Suicide Is a Tendency, Not a Destiny, Says Suicide Researcher
Danuta Wasserman, who is a professor of psychiatry and suicidology at Swedish medical university Karolinska Institute and the founder and head of the national Swedish suicide research and prevention center, spoke to Calcalist during a recent visit to Israel
But it is not just about genetics, Wasserman said. In women, a suicide attempt is often a call for help and getting the help they need tips the scale, which indicates that the environment and outside treatment could help prevent suicide, she explained. Since they are more prone to suicide, Wasserman’s studies show that men require more help and support in dealing with stress due to their genetic makeup.
In the future, genetic research could help adjust treatment according to the patient's unique makeup, Wasserman said, adding that it could only work in combination with psychological treatment.
Suicide is not a destiny, it is a tendency that affects a person’s personality, their aspiration, and the way they view the world, Wasserman said. The other half of the story is still the interaction between that person’s genetics and their environment, she added, explaining that people could do a lot more for those that are suicidal, if only they were better educated on the subject.Suicide and other mental health issues are still taboo, Wasserman said, adding she finds it vital to teach the subject in school in order to help students be more aware of the dangers and signs. Kids learn about stress, cancer, and other diseases in school, they can also learn about mental health, as a way to normalize the discourse, she said. Asked if such a discussion might not encourage kids to act on their suicidal urges, Wasserman said she believed a dialogue and open discussions could help such children and the people close to them find more constructive solutions.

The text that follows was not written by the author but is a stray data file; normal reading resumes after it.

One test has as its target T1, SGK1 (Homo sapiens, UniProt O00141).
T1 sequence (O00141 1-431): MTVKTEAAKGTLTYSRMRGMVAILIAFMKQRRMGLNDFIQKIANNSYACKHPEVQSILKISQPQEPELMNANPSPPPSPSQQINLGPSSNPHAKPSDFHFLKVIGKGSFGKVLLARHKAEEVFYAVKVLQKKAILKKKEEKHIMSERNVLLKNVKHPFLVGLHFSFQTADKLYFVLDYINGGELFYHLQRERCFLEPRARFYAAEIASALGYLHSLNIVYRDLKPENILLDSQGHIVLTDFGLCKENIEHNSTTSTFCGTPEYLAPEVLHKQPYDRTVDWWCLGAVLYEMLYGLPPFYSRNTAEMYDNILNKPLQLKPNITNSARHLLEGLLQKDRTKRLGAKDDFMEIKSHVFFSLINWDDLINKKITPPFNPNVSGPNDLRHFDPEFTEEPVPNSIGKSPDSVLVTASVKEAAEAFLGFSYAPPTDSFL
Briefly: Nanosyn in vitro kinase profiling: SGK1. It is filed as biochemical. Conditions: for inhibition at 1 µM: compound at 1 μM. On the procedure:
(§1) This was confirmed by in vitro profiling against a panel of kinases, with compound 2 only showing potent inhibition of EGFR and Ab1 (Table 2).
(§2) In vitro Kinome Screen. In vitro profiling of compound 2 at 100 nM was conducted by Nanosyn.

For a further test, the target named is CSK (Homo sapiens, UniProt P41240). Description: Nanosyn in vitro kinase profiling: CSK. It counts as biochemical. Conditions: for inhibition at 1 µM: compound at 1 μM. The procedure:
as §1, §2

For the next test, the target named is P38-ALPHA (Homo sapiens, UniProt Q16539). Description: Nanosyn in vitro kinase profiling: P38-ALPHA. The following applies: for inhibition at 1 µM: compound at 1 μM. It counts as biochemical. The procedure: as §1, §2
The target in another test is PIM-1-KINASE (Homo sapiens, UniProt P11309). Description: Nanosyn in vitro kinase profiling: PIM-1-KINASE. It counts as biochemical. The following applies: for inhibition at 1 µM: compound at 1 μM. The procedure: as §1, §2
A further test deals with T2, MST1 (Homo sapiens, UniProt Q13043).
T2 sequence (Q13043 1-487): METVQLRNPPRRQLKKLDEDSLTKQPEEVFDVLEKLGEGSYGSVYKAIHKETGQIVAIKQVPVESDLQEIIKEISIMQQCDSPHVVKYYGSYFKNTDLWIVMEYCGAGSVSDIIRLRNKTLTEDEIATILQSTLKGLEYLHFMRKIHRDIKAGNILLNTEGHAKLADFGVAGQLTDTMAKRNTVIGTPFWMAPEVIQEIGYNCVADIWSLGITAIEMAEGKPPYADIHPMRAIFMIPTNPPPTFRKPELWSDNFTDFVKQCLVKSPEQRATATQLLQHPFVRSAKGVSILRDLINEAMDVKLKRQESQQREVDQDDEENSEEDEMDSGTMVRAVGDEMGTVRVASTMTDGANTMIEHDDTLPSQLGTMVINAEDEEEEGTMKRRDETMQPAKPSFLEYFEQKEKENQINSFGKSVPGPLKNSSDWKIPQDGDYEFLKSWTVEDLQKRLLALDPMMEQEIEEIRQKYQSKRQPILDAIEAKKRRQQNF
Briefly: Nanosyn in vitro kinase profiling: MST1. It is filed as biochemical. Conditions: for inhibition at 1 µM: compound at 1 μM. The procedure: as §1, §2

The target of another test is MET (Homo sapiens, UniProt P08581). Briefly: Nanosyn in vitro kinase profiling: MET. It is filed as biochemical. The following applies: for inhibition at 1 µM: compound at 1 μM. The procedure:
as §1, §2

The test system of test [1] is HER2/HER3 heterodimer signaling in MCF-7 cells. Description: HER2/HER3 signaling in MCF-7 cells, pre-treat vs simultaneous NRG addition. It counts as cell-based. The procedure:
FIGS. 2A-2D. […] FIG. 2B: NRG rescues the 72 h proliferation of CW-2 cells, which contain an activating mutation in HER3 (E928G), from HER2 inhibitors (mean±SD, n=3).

A study her team conducted in collaboration with the World Health Organization on patients around the world showed that doing post-treatment follow-ups could decrease the number of suicides by up to 90%. The study ran for 24 months but, according to Wasserman, the first year is the most critical. The follow-ups can be made in meetings or even over the phone by interns or students, providing a sense that somebody cares, she said.Suicidal thoughts do not normally vanish into thin air, but you do not have to live with them all of the time, either, she said. These thoughts come and go and it is important for patients to be aware of them and remember that they have faced them and prevailed in the past, she added.